Docosahexaenoic acid (C22:6, DHA) is a highly unsaturated omega-3 fatty acid that forms part of the central nervous and visual system structures. DHA is synthesized from its precursor, alfa-linolenic acid, that is also a omega-3 fatty acid and can be obtained from vegetable oils. marine organisms, specially fish, are good nutritional sources of DHA and eicosapentaenoic acid (EPA), another omega-3 fatty acid that has a role in vascular homeostasis.
DHA increases membrane fluidity, improving neurogenesis, synaptogenesis and the activity of retinal photoreceptors. The fetus, specially during the last trimester of pregnancy, has high DHA requirements. It is provided by the mother, since fetal DHA synthesis is negligible in this stage of development. Breast feeding provides DHA to the child, but most replacement artificial formulas do not provide this fatty acid. At the present moment, many products for infant nutrition contain DHA.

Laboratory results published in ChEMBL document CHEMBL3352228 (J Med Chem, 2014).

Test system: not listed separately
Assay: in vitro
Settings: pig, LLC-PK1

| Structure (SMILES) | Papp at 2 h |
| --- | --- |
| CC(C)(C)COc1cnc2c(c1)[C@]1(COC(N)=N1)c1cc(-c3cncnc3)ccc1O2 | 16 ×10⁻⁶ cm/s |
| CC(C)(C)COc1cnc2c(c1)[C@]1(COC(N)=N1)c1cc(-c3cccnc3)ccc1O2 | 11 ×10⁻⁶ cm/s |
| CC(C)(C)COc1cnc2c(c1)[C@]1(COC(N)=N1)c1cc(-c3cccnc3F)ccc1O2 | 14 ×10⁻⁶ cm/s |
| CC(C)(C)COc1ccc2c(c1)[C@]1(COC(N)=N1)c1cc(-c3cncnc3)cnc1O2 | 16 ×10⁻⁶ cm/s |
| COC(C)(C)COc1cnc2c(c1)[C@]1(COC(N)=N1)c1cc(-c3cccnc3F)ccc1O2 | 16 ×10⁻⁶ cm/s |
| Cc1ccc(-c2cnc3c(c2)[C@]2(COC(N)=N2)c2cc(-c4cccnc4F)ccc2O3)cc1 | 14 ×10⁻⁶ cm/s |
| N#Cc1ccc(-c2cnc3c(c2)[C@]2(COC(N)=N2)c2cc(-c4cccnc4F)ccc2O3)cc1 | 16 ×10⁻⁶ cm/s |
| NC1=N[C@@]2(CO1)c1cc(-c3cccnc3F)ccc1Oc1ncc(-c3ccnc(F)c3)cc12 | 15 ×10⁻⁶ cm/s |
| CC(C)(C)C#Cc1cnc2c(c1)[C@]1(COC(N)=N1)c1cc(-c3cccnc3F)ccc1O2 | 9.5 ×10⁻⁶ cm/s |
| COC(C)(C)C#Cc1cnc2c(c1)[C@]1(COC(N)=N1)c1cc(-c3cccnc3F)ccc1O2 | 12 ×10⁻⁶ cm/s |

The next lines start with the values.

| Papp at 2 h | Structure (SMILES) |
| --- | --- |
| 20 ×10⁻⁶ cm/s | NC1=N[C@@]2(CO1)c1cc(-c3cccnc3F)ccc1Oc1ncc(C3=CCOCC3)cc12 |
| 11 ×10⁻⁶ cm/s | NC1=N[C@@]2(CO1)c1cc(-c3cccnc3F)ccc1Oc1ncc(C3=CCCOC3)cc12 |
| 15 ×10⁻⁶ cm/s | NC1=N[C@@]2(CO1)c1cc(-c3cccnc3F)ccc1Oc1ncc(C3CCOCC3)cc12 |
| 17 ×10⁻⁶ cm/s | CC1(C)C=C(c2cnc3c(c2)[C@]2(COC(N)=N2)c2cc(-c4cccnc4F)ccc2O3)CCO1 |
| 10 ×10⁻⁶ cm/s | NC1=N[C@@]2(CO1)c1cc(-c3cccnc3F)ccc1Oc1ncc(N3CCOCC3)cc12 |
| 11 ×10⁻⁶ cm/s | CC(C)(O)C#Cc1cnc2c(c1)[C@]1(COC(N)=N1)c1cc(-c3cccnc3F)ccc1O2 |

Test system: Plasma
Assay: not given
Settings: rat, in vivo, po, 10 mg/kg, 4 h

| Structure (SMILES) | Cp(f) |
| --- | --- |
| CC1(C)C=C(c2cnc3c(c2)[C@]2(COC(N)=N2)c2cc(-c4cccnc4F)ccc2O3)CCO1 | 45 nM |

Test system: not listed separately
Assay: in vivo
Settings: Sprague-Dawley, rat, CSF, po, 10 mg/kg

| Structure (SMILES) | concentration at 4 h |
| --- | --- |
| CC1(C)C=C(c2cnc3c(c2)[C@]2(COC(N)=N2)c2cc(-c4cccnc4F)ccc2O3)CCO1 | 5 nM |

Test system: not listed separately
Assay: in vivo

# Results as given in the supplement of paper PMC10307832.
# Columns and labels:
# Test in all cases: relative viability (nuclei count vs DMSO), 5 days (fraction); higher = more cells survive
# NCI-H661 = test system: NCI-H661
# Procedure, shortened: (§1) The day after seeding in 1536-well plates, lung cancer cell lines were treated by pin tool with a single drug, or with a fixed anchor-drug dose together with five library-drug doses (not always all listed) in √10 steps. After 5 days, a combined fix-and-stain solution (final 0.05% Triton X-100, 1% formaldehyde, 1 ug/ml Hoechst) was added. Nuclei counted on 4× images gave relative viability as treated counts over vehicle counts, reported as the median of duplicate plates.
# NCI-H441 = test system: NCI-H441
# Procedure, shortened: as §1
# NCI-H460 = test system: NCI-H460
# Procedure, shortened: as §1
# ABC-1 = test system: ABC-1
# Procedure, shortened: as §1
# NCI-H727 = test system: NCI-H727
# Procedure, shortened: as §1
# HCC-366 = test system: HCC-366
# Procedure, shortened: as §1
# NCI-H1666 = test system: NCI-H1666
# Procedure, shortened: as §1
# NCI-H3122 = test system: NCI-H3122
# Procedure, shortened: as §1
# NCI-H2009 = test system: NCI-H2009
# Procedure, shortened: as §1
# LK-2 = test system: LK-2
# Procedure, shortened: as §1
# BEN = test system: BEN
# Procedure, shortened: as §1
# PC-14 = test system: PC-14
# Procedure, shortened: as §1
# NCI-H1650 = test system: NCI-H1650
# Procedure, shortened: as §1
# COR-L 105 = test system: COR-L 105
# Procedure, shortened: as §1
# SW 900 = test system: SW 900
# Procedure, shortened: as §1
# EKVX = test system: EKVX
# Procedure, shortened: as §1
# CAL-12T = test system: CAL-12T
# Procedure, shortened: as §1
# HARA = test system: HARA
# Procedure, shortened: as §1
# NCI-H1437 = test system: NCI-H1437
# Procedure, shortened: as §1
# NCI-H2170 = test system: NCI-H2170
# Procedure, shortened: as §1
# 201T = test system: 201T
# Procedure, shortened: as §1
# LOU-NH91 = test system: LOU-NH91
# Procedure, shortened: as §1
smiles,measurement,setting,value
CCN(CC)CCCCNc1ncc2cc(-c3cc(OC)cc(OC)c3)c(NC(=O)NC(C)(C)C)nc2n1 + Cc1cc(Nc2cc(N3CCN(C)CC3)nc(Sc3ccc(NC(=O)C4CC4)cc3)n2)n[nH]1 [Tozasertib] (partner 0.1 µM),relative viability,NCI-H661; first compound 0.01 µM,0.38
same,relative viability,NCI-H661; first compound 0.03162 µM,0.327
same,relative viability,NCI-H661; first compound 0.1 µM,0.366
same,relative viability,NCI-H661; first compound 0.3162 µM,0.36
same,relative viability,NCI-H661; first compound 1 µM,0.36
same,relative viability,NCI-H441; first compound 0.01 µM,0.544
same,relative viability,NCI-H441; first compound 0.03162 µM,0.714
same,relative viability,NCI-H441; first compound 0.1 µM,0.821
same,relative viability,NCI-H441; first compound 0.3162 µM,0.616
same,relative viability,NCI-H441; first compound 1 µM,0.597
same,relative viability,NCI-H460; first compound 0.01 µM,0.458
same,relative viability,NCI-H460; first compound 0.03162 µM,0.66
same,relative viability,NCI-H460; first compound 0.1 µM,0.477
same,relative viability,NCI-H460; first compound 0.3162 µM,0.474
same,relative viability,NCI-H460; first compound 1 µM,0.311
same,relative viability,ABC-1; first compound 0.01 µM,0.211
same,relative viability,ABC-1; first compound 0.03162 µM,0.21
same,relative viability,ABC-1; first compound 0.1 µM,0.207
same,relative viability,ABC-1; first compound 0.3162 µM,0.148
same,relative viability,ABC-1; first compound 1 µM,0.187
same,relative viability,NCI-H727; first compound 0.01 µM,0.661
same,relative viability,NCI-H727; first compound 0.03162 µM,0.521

Ref: PMID:11775350[PubMed – indexed for MEDLINE]
Editor’s Note: DHA (Docosahexaenoic acid) is an omega-3 fatty acid found throughout the body. This essential nutrient supports optimal visual, nervous system and brain development in the fetus. It is important for pregnant women to supplement with a high quality fish oil (or through an algae supplement if vegetarian) as developing infants cannot efficiently produce their own DHA. Babies must obtain this vital nutrient. The fetus gets DHA through the placenta during pregnancy and from breast milk after birth.